By Rajeewa Jayaweera –
According to media reports, President Sirisena, addressing the UPFA Matale District Rally in Dambulla, has reportedly stated; “There was a shortage of fertilizer due to private sector’s delay in importing fertilizer. Though Government was not responsible for this problem, I apologize for the inconvenience caused. I contacted Pakistan President on the phone and requested 40,000 tons of fertilizer and the following day he phoned me and said 65,000 tons of fertilizer was allocated to our country. This goes to show that we have won the international relationship crisis.” Moving on, he has further stated, “When I was about to return from my recent visit to Qatar, a minister from that country and a delegation of officials was preparing to come to Sri Lanka to make arrangements for their investments in Sri Lanka. They expressed their willingness to develop any town in Sri Lanka we suggest with all facilities of a modern city in the world.” Continuing on the same subject, he has reportedly stated; “Recently, I visited South Korea, the President of which is opposed to corruption like me. When I was returning from the two-day stay there, he came close to my car and whispered to me to call him in the event of an emergency and assured that he was ready to help.”
President Sirisena has concluded stating; “Could anybody else maintain such close relationships internationally – my predecessors only quarreled with them.”
Politicians habitually make absurd assertions, especially during the run-up to elections, particularly to less informed audiences. In this instance, he has been less than candid.
The shortfall in fertilizer was due to the fault of importers and the Yahapalana government. Pakistan bans the export of fertilizer during October, November, and December each year. Even if import of fertilizer is in the hands of the private sector, does not government agencies monitor and ensure the availability of a continuous supply of critical items such as fertilizer?
Pakistan has, and will always come to the aid of Sri Lanka, regardless of the name of the leader in Colombo. In the mid-1970s, Prime Minister Bhutto, responding to a personal appeal from Mrs. Sirimavo Bandaranaike facing a severe shortage of rice diverted several shiploads, already sold to a Latin American country from the high seas to Colombo, thus saving her government.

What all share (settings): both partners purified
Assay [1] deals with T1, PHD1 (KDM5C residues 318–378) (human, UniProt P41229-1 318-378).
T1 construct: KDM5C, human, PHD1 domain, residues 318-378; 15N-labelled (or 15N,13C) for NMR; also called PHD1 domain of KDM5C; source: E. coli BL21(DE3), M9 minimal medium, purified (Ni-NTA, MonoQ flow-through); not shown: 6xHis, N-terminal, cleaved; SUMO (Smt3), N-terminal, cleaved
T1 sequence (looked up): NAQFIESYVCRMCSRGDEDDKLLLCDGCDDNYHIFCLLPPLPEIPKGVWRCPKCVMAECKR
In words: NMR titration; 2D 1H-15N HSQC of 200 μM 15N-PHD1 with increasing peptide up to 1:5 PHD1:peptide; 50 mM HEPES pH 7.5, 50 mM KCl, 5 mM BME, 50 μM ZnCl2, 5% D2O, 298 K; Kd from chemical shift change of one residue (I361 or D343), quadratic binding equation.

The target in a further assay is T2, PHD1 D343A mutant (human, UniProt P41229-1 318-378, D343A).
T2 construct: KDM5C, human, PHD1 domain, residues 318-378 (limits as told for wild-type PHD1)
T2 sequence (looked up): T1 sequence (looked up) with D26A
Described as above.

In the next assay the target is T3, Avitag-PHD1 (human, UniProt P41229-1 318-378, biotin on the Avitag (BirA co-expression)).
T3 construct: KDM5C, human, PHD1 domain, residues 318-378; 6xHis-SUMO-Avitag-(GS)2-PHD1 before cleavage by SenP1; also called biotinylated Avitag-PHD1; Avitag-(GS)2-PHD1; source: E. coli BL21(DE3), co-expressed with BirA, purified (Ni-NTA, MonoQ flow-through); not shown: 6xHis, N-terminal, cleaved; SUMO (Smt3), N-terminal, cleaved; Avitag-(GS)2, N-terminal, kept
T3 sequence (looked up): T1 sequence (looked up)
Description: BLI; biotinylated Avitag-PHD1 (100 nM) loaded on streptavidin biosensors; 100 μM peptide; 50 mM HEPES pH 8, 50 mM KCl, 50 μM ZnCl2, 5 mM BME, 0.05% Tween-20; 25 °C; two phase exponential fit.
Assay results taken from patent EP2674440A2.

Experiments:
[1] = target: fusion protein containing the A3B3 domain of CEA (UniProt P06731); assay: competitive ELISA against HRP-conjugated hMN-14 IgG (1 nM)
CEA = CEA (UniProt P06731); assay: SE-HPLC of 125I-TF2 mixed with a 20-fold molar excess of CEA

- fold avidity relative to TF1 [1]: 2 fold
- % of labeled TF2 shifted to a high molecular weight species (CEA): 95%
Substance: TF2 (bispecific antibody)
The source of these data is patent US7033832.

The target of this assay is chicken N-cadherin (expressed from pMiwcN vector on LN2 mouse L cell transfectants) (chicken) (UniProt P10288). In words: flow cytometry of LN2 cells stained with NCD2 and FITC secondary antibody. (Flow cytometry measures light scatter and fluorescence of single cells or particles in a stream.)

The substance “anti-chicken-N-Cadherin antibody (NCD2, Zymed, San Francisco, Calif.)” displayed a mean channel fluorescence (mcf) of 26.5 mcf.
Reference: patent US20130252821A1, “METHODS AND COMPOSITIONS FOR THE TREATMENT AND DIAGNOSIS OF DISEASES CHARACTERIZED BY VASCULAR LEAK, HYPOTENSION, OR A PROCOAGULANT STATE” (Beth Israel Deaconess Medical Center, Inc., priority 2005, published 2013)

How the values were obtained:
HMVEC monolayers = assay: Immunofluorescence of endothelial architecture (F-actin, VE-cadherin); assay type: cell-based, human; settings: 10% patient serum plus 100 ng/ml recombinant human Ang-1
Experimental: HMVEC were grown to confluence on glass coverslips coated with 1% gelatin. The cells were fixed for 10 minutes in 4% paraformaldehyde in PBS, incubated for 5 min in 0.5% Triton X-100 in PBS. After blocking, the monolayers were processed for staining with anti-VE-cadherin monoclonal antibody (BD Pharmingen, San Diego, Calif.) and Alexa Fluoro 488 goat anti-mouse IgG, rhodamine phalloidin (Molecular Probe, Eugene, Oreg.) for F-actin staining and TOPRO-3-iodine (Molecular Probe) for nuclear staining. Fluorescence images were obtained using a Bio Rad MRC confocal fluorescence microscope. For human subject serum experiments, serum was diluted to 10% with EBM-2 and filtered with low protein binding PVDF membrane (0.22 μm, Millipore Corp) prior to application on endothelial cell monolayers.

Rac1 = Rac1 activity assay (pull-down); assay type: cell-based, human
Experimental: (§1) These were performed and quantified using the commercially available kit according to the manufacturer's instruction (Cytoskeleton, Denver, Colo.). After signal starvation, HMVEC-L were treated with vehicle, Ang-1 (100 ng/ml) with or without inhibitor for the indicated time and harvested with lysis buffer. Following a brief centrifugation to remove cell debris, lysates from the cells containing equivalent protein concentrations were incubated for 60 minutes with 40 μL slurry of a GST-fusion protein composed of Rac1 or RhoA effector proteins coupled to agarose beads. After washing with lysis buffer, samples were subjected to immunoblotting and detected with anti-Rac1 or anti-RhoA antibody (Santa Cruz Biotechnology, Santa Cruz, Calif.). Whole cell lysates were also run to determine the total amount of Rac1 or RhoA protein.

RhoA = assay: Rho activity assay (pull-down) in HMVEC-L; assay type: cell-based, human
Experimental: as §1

Addressing a one-day confab in Colombo on Feb. 23, 2005, on Pakistan-Sri Lanka relations, one-time Sri Lankan Army chief and High Commissioner in Islamabad, Gen. Gerry H. de Silva recalled how Pakistan had airlifted urgently needed weapons and ammunition during Operation Riviresa, thus enabling the capture of Jaffna in 1995. Gen. Silva appreciated Pakistan pulling out arms and ammunition from operational areas to meet Sri Lanka’s requirement. Five years later, Pakistan airlifted Multi Barrel Rocket Launchers (MBRLs) for deployment in the Jaffna peninsula, in the immediate aftermath of the LTTE capturing the strategic Elephant Pass base in April 2000. Gen. Silva emphasized that the military was able to thwart LTTE efforts primarily due to what he called prompt and ready military assistance provided by China and Pakistan. A grateful Silva said: “Assistance received from these two friendly nations was always prompt, well within the budget and well suited to our servicemen.” This was during the CBK presidency and at a time when some politicians in fair weather friend India were saying, “if Jaffna falls, it will not be the end of the world.”